Back in the dark ages when I was a child, I remember a cartoon about a little bird named Yakee-doodle, a cat whose name escapes me who spent all of his time trying to make Yakee his lunch, and a bulldog names Chopper who always intervened to save Yakee. When Chopper would grab the unfortunate cat just before he could finally catch and consume Yakee, Chopper would turn to Yakee and say, “Close your itty-bitty eyes, you shouldn’t oughta see what’s going to happen next.” We’re a bit like the little bird, with our itty-bitty eyes shut, so we can’t see what’ happening around us.
Bartimaeus, a blind man, waits for Christ to approach, then cries out, Jesus, Son of David, have pity on me. Jesus has Bartimaeus brought to him and asks him what he wants. Bartimaeus, without hesitation, says I want to see. Jesus restores his sight, and says to him his faith has saved him. His faith, faith in Christ, has restored his sight. Ah, he can see, but now he can see all that is around him, faith has opened his eyes to the world, the beauty and the pain, the wonder and the horror. We gather today and approach this table in faith. We have faith in Christ, yet we are afraid to see. We want to open our eyes and see the beauty around us, but our vision isn’t exclusive, we can’t see the beauty without also seeing the pain, the wonder without the horror. We don’t want to see the awful things of the world, but we must. Our faith demands it. We are called to see that pain and horror, and act, act to change it to make the pain beauty, the horror, wonder. We can do this, but only in faith. We can do this, but only if we allow our eyes to be opened. Chopper told Yakee to close his itty-bitty eyes, he shouldn’t oughta see what was going to happen. Christ says to us open your eyes, your faith has saved you. Open your eyes so your faith can move you.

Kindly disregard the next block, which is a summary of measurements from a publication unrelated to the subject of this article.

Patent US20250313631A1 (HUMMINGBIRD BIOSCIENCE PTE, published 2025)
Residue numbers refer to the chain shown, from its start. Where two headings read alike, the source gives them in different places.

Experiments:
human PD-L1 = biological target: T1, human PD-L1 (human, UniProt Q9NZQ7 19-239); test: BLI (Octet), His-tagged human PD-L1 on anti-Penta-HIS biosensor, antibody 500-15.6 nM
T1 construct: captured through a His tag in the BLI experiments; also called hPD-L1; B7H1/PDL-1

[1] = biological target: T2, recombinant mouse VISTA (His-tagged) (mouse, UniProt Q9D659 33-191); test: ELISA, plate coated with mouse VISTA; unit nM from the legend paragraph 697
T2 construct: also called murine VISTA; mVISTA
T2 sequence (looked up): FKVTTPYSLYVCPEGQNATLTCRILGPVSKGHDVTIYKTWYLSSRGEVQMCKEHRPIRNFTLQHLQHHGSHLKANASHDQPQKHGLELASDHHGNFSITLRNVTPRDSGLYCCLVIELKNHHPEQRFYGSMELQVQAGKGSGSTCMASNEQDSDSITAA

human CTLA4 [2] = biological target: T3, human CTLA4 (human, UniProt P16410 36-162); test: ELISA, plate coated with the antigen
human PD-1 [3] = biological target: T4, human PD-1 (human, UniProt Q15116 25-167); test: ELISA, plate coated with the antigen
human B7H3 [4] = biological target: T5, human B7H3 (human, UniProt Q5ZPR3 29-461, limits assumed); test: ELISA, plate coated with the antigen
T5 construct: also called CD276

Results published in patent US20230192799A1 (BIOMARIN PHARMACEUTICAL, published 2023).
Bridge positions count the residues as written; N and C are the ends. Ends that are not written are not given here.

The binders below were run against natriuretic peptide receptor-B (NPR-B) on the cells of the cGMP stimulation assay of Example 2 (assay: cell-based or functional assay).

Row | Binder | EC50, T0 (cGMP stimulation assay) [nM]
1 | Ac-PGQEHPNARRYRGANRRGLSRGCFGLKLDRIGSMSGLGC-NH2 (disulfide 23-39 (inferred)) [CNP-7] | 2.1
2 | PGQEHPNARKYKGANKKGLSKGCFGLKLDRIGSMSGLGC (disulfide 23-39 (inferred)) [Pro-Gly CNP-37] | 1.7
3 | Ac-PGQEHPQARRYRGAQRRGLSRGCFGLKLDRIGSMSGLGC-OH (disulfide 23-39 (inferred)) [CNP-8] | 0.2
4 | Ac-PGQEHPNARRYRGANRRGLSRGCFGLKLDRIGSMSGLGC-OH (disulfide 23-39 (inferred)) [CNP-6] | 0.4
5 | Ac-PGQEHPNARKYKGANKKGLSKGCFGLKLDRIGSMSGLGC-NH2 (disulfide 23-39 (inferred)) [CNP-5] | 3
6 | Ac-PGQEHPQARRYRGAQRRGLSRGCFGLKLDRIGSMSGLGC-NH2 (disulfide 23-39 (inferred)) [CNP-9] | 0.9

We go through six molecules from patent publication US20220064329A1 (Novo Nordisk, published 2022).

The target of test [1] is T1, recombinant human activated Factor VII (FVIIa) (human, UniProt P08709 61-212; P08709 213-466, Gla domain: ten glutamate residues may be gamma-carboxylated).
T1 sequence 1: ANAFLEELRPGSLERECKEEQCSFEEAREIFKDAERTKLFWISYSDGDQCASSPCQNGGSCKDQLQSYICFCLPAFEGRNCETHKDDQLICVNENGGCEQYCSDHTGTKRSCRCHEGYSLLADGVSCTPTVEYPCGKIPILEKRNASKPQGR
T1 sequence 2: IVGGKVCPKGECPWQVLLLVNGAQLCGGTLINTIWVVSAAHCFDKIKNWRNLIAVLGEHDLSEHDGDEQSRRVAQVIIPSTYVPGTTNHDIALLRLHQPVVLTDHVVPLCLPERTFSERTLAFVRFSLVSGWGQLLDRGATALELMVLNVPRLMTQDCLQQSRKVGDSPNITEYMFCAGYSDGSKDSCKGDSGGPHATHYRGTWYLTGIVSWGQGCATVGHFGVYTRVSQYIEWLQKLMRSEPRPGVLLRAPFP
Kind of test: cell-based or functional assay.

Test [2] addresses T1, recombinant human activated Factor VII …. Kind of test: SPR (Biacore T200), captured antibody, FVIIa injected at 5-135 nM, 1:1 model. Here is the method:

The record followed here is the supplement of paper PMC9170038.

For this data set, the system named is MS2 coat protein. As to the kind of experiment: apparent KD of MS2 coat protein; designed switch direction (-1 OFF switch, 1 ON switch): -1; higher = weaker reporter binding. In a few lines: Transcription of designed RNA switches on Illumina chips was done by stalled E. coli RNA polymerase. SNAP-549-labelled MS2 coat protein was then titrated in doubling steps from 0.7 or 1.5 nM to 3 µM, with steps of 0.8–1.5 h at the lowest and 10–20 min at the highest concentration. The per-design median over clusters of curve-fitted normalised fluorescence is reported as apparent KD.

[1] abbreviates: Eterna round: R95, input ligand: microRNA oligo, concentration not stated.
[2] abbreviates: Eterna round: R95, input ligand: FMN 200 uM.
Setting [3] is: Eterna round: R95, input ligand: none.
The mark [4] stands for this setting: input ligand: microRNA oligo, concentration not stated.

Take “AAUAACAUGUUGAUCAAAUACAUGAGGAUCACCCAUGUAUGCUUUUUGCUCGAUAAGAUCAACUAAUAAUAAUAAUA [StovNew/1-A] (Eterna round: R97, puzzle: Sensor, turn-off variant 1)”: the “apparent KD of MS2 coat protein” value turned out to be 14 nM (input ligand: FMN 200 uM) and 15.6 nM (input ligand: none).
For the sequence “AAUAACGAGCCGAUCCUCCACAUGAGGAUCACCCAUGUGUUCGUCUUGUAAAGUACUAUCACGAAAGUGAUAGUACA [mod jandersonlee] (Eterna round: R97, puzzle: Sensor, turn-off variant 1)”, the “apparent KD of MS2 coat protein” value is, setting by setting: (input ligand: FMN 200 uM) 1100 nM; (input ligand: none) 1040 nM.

Thirtieth Sunday in Ordinary Time
Oct. 25, 2009